An Architect Owes Duty of Professional Care to Future Owners of a New Residential Building

A homeowners association on behalf of its members sued a condominium developer and various other parties over construction design defects that allegedly make the homes unsafe and uninhabitable for significant portions of the year. Two of the defendants were architectural firms, which allegedly designed the homes in a negligent manner and also played an active role throughout the construction process, coordinating efforts of the design and construction teams, conducting weekly site visits and inspections, recommending design revisions as needed, and monitoring compliance with design plans. The final decisions regarding how the homes would be built were made by the developer of the project rather than defendant architectural firms.

The trial court held that the homeowners association could not state a claim against the defendant architectural firms, reasoning that an architect who makes recommendations but not final decisions on construction owes no duty of care to future homeowners with whom it has no contractual relationship. The Court of Appeal, however, reversed the trial court, concluding that an architect owes a duty of care to homeowners in these circumstances, both under the common law and under the Right to Repair Act (Civ. Code, § 895 et seq.).

The California Supreme Court affirmed the Court of Appeal’s decision and held that an architect owes a duty of care to future homeowners in the design of a residential building where the architect is a principal architect on the project — that is, the architect, in providing professional design services, is not subordinate to other design professionals. The duty of care extends to such architects even when they do not actually build the project or exercise ultimate control over construction.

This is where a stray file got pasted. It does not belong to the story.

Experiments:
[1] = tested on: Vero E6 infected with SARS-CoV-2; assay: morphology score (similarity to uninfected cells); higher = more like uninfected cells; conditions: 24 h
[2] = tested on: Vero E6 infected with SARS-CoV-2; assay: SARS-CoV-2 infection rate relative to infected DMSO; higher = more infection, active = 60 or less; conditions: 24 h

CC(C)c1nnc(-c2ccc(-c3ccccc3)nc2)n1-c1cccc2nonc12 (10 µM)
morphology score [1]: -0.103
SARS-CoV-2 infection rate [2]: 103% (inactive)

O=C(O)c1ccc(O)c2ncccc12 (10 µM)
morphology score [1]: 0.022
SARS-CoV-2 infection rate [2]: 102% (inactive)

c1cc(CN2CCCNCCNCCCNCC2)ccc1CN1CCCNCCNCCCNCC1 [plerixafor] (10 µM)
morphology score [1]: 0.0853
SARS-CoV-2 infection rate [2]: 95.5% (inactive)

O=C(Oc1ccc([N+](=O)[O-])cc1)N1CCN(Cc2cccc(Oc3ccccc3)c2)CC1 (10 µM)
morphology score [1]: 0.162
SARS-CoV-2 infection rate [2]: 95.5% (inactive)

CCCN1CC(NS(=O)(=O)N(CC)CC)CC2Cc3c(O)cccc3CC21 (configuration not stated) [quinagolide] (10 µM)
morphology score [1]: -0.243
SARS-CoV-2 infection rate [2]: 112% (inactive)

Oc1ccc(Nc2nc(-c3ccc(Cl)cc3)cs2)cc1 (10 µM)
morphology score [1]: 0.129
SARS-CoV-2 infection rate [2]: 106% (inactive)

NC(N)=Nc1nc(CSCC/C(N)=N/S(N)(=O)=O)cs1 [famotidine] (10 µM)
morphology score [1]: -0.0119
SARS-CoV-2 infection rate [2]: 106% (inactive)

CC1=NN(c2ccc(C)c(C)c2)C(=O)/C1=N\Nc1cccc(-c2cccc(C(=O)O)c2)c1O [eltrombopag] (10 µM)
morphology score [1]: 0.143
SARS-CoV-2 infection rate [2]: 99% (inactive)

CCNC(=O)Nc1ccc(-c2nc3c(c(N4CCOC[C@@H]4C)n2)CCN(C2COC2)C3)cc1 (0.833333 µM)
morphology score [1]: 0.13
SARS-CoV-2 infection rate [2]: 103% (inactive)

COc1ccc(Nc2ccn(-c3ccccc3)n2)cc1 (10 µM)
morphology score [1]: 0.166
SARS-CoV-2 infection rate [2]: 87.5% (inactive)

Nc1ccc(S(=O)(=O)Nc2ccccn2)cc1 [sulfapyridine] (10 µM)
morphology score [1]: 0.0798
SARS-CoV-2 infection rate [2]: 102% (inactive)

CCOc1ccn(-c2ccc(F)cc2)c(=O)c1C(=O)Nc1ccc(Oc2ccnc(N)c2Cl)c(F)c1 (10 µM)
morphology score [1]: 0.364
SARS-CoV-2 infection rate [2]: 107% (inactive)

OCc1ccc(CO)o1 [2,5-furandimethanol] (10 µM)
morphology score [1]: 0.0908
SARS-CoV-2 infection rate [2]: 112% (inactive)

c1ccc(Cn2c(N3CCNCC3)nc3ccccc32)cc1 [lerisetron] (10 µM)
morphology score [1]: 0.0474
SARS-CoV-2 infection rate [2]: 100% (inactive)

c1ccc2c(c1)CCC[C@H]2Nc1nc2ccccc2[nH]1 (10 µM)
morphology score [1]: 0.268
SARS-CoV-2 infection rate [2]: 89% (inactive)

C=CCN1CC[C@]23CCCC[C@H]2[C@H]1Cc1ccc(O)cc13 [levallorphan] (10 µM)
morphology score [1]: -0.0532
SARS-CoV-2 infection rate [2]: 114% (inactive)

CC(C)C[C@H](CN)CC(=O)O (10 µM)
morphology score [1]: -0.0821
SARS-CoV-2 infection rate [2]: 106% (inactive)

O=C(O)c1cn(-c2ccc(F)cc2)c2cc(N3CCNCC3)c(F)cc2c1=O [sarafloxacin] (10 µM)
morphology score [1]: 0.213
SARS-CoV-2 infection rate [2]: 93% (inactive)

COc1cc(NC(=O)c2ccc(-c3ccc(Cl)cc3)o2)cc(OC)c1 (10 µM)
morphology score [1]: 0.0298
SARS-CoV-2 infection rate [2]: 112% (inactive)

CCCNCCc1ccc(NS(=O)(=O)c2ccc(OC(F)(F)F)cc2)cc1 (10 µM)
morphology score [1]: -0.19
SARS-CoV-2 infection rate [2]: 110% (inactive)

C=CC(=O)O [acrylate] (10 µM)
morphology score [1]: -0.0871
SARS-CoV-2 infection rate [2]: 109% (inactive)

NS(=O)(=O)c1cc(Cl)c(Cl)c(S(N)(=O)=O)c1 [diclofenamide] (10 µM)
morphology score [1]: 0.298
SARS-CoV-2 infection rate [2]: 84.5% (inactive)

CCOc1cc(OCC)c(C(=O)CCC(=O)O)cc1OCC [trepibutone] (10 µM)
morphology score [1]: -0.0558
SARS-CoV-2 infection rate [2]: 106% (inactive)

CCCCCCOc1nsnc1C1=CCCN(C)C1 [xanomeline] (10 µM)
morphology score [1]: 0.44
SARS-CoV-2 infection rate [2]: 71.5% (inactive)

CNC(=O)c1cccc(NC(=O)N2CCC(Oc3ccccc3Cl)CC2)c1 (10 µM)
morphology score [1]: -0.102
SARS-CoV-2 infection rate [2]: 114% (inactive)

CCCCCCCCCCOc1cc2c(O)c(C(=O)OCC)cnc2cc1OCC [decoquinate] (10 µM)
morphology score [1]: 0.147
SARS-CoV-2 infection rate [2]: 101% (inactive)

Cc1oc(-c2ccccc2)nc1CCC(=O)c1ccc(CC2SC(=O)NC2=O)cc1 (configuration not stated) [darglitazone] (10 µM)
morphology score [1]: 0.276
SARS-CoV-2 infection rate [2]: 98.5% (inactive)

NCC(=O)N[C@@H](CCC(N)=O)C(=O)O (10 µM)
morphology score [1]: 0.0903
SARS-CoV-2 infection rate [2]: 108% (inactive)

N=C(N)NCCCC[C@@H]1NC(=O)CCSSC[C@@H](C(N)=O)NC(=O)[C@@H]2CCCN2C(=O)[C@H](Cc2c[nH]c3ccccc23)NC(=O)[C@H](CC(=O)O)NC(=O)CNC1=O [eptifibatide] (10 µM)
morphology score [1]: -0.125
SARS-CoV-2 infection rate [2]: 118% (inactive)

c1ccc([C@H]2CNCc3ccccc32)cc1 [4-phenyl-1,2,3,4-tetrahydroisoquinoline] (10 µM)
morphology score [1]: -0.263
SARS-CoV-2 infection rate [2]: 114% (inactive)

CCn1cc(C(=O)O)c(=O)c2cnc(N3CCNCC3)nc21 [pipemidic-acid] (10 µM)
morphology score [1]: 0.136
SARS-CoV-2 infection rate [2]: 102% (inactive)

Implications of the Court’s Decision

Frankly, we are not clear why the California Supreme Court accepted review of the Court of Appeal’s decision. In our view it has long been the law in California that a design professional owes a duty, and can be liable, to current and future purchasers of residential and commercial property where the design professional had significant involvement in the design and/or construction oversight of a construction project. We note that the California Supreme Court emphasized that the design professional must be a principal participant in the project rather than a mere sub-consultant to other design professionals, contractors or material suppliers involved in the project (distinguishing an earlier case, Weseloh Family Ltd. Partnership v. K.L. Wessel Construction Co., Inc. (2004) 125 Cal.App.4th 152). Consequently, in our view the battle-lines will now shift for design professional involved in construction defect cases to arguing that they did not function in a principal capacity on the project, but rather were so minor and so subordinate to the role or judgment of other design professionals as to foreclose the their liability in negligence to third parties.

The case is Beacon Residential Community Association v. Skidmore, Owings & Merrill LLP et. al., California Supreme Court, Filed July 3, 2014, No. S208173.

If you have any questions regarding the impact of this decision on construction defect litigation, please contact Ralph R Rhoades rrhoades@partonsell.com, who has 30+ years of experience defending these claims.

A homeowners association on behalf of its members sued a condominium developer and various other parties over construction design defects that allegedly make the homes unsafe and uninhabitable for significant portions of the year. Two of the defendants were architectural firms, which allegedly designed the homes in a negligent manner and also played an active […]